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In this bold critique of modern ideas about sex, marriage, and contraception, Sam and Bethany Torode set forth a vision that is fresh for our times yet rooted in centuries of Christian tradition. Weaving together a sound theology of spousal love with honest information and personal insight, Open Embrace offers a compelling alternative to the unquestioned use of contraception. The Torodes challenge modern lifestyles and popular wisdom about how soon to have children, how many are desirable, and how to prevent them, while still recognizing that the number of children each family can best support will vary. Open Embrace is far more than a case against contraception -- it is a positive affirmation of fertility, childbearing, and prudent self-control. Couples who practice Natural Family Planning, as advocated in this book, cooperate with God's design for their bodies, making wise decisions about family size without losing respect for the mystery and meaning of sex. Whether one agrees or disagrees with its conclusions, Open Embrace is a rewarding read for all engaged and married couples seeking to sharpen their moral discernment.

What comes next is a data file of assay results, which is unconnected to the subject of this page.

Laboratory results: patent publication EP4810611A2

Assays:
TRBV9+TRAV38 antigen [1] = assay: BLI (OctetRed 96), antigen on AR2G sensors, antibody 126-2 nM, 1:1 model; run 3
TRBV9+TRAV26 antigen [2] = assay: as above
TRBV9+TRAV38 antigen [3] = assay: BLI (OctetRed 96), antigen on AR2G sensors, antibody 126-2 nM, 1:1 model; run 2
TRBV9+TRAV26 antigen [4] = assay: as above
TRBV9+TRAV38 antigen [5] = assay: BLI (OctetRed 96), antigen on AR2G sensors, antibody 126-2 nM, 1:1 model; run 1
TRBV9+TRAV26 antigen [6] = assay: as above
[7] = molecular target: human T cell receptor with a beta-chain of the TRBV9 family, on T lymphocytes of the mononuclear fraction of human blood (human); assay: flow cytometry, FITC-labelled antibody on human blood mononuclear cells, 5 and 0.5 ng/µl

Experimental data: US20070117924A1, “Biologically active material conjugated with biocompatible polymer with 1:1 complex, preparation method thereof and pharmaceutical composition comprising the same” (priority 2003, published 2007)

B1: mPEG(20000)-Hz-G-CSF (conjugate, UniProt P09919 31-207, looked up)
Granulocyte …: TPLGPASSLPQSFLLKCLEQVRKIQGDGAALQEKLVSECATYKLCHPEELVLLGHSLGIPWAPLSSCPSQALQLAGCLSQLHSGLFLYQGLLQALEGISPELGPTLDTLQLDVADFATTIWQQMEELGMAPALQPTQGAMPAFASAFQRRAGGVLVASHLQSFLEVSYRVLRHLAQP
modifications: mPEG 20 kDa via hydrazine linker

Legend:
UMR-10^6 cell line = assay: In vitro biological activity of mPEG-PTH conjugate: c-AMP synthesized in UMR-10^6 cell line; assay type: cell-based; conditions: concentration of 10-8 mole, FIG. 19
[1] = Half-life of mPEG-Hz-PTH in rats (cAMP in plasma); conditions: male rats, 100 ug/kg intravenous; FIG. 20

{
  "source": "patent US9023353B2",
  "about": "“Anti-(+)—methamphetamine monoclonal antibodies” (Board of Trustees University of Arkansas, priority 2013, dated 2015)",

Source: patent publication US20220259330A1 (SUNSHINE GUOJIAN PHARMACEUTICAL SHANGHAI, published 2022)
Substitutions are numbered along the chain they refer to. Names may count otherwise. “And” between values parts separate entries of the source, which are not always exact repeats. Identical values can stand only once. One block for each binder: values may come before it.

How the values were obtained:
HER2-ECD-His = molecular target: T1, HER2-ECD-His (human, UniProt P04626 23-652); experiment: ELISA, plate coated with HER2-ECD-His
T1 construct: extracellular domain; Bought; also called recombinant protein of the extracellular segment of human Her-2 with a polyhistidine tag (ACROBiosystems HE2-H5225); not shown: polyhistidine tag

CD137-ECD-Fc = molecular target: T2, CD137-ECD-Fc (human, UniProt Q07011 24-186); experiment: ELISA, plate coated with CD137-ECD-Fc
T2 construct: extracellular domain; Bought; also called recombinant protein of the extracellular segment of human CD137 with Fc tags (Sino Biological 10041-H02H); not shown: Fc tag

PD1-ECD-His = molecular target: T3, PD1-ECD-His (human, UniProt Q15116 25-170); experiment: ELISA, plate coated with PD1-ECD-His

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For such a short book, Open Embrace: A Protestant Couple Rethinks Contraception packs some serious punches. Authors Sam and Bethany Torode argue that all married Christians, not just Roman Catholics, need to seriously examine the widespread usage of contraception, which they feel is against God's plan for creation. (Pregnancy is not a disease, they assert. Why vaccinate against it?) While supporting Natural Family Planning, which they define as informed abstinence, they also make a particularly uncompromising case for stay-at-home moms, which will probably irritate many readers. More controversially, they argue that a culture that worships sex without procreation will sacrifice its children through abortion, claiming that America's increasing permissiveness about legalizing contraception in the 1960s led inexorably to Roe v. Wade in the 1970s. While it's good to see some ecumenical diversity in the contraception debate, some of the basic arguments of this book are problematic.
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Sweetly written and solidly argued, this is a head-clearing, heart-warming read. -- J. I. Packer, author of Knowing God
The Torodes combine gentleness of spirit and wisdom beyond their years with the urgency of a fresh "95 Theses." -- Allan Carlson, President of the Howard Center for Family, Religion & Society
This clear and well-written book presents a winsome case for the integrity and sweetness of sex 'au naturel.' -- Frederica Mathewes-Green, author of The Illumined Heart
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